La Comédie-Canadienne, flourished 1958-69, was founded by Gratien GÉLINAS
in 1957 to foster the production of plays by Canadian authors. After renovating the Radio-City cinema in Montréal, the company presented plays by authors such as Marcel DUBÉ
, Jacques Bobet, Jacques Languirand and Gélinas. Seeking a wider audience, the Comédie-Canadienne offered innovations such as an earlier curtain time, a section of inexpensive seats, and acoustic subtitles for translation of plays. By 1961 Gélinas realized that Canadian plays alone could not sustain the 1200-seat theatre house, which was then made available to a variety of stage productions - theatre, dance and song. In the late 1960s an attempt was made to devote 43 weeks each year to Québecois music and theatre, but the company closed down in 1973 and its theatre became the permanent home of the THÉATRE DU NOUVEAU MONDE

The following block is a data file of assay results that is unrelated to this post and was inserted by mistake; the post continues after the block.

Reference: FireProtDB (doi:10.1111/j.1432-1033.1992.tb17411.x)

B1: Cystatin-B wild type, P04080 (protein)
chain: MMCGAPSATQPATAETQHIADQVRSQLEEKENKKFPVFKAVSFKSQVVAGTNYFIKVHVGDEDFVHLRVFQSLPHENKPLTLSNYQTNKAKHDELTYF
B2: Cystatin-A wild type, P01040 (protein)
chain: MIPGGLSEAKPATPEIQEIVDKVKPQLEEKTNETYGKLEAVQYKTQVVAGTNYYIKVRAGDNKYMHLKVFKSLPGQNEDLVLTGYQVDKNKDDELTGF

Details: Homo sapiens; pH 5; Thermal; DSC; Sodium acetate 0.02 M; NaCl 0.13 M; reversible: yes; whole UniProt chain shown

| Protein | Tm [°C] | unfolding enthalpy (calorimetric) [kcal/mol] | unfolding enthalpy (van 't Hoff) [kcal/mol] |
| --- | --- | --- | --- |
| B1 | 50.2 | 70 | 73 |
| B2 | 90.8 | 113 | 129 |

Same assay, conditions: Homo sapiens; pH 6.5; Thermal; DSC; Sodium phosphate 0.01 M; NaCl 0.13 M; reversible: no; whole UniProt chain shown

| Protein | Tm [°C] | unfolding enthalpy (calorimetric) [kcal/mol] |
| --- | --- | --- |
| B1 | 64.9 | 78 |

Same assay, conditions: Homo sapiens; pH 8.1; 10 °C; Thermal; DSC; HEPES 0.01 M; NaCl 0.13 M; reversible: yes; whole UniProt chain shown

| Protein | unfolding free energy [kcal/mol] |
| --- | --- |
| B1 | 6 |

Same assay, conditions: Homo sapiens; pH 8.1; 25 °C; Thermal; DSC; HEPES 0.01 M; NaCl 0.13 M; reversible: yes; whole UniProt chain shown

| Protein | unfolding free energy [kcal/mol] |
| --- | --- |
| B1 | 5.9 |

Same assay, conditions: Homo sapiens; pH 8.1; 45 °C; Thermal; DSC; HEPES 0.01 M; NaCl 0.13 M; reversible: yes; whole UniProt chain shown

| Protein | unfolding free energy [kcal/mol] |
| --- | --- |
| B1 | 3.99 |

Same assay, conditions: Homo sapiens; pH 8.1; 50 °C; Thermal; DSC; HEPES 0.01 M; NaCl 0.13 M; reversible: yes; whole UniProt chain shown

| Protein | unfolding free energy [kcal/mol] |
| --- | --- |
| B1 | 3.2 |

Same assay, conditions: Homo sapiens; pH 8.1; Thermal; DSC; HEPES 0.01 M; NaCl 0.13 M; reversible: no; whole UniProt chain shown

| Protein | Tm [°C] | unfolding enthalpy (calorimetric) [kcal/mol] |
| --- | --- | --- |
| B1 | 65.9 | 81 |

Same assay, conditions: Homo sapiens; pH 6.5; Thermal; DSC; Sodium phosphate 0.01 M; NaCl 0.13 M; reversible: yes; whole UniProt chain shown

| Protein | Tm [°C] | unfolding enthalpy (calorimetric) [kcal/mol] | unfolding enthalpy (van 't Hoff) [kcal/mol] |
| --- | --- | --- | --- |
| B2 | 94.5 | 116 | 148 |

See also THEATRE, FRENCH-LANGUAGE.
Gélinas's puppet character Fridolin was the central character in the annual revue Fridolinons (photo 1945 courtesy Library and Archives Canada/PA-122724/NFB/Ronny Jacques).